Science & Technology at Scientific American.com: 15 Answers to Creationist Nonsense -- Opponents of evolution want to make a place for creationism by tearing down real science, but their arguments don't hold up. (July 2002)
A useful reference if you want to try to fight for the enlightenment. Personally I'd be happy to settle for protecting the teaching of science and introducing an hour a day of mandatory Republican theology. That solution, at least, would have the virtue of honesty. Grrr.
Much as I may fume about America's latest 'awakening', and our transition towards a theocratic society, it's worth noting that I was born into a true theocratic state. The result should be a warning to American fundamentalists opposing the separation of church and state.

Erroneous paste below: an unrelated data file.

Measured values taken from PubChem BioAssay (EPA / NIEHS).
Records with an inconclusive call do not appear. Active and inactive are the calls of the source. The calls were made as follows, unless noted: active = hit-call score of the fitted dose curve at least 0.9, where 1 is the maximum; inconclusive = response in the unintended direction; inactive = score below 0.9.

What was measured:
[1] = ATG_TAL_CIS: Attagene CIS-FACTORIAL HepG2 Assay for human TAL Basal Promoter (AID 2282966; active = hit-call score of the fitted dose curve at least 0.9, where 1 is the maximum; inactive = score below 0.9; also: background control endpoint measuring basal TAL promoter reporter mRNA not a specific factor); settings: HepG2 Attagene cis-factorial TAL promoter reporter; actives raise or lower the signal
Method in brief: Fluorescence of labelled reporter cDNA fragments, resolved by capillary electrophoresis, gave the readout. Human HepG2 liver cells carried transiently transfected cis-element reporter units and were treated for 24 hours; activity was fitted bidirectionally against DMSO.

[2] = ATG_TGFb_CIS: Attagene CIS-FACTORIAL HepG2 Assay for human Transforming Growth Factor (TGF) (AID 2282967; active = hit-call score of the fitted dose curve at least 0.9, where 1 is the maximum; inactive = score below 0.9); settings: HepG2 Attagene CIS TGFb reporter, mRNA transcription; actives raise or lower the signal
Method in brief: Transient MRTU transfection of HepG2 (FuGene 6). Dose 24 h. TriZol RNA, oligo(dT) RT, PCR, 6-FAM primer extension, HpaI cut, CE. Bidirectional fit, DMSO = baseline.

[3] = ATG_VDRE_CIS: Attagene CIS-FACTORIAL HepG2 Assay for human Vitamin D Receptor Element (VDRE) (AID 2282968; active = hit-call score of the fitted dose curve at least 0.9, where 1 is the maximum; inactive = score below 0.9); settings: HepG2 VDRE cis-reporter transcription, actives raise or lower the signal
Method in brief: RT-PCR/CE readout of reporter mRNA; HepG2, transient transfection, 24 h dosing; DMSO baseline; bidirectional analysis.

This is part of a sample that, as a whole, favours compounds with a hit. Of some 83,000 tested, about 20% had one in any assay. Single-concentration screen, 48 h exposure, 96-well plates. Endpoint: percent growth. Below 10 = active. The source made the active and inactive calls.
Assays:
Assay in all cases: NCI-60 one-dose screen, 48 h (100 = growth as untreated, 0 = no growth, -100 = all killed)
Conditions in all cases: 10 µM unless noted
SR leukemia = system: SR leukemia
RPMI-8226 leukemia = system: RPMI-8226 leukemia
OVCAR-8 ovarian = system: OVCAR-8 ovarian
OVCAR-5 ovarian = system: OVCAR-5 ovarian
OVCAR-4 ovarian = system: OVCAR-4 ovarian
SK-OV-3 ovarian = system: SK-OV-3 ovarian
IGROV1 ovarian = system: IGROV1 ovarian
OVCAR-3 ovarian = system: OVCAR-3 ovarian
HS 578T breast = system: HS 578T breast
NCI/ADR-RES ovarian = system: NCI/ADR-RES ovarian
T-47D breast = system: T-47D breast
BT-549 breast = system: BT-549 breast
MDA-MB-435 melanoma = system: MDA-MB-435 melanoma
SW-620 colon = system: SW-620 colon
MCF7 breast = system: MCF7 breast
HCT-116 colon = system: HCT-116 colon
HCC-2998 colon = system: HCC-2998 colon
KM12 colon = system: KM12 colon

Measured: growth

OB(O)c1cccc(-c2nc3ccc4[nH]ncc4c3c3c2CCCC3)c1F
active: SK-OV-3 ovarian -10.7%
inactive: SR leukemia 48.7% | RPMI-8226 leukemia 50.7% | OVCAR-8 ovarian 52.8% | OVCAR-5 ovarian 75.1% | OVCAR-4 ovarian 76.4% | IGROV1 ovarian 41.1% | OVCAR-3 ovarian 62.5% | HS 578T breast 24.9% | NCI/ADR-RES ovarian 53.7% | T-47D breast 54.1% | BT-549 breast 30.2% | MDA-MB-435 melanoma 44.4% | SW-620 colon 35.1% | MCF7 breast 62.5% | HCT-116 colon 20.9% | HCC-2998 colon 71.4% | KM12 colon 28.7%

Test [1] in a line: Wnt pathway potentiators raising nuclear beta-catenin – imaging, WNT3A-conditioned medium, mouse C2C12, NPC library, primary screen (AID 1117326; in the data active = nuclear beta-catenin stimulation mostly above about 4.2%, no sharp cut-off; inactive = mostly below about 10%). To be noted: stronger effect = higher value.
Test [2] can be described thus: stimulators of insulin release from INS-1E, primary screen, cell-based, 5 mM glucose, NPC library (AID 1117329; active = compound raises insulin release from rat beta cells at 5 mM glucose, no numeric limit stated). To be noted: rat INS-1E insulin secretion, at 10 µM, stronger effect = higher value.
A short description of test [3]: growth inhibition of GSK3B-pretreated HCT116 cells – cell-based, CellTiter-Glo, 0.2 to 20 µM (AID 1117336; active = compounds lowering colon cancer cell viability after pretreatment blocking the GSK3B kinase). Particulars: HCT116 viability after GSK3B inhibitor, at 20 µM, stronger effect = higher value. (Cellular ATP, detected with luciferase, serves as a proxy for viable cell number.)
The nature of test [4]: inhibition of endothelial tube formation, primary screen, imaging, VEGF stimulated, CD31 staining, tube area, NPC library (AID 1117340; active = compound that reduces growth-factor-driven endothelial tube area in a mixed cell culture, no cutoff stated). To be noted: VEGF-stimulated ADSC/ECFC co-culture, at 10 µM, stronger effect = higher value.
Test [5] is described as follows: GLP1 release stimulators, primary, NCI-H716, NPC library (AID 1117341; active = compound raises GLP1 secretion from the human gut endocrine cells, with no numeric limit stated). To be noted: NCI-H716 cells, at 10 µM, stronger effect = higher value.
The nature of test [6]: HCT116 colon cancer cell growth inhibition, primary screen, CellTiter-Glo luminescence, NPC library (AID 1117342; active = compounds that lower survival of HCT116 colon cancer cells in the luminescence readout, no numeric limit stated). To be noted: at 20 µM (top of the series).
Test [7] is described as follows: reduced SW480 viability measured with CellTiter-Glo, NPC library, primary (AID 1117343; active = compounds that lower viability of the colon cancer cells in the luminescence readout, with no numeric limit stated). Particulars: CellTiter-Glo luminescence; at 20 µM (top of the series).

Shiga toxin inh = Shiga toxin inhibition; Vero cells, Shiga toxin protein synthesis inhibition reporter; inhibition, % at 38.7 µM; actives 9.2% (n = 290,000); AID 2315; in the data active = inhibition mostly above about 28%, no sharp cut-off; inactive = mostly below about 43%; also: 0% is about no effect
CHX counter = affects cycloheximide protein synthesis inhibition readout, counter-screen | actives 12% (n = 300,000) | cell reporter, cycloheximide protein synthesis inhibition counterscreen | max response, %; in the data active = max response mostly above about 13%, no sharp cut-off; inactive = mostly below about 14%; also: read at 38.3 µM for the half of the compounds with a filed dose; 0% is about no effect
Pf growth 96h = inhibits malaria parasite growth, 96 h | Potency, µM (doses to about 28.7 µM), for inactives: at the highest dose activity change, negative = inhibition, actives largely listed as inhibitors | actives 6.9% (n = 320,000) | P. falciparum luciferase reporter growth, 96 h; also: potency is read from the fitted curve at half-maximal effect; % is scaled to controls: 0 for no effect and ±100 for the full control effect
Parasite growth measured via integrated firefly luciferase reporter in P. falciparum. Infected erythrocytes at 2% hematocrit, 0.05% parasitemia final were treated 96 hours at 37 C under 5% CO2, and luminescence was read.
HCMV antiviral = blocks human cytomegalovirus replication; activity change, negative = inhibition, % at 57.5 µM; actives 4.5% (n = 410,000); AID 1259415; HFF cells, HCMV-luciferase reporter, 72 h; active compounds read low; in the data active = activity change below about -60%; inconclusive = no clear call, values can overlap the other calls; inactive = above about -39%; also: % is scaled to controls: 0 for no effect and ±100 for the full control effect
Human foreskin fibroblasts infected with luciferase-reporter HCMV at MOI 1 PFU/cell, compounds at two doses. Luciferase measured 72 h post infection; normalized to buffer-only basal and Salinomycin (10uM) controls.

I was born in Quebec, a state-within-a-nation ruled by the Catholic church. Quebec was a true, classic, theocratic state until the 1960s, when church rule collapsed and the province underwent the fastest 'demographic transition' in the history of the west. I think it was called it the 'quiet revolution', but it's largely unknown outside of the province. Except for a convulsive episode of terrorism that killed at least one man the transition was relatively benign.
In my childhood all education was religious, and although they were retiring several of my high school teachers were still priests and nuns. My high school world history text proclaimed the just wonders and miracles of the Children's Crusade -- I was too honest to steal a copy, but I wish I had one now. I did have real science teachers (and good ones too), but my favorite nun knew me (fondly actually) as the 'ape man'.
What was the outcome of this theocratic rule? Empty churches, no priests, and a profound cyncism about religion. Quebec is slowly recovering but the church is still a spent force 40 years after the revolution.
American fundamentalists should take note. Victory may turn sour.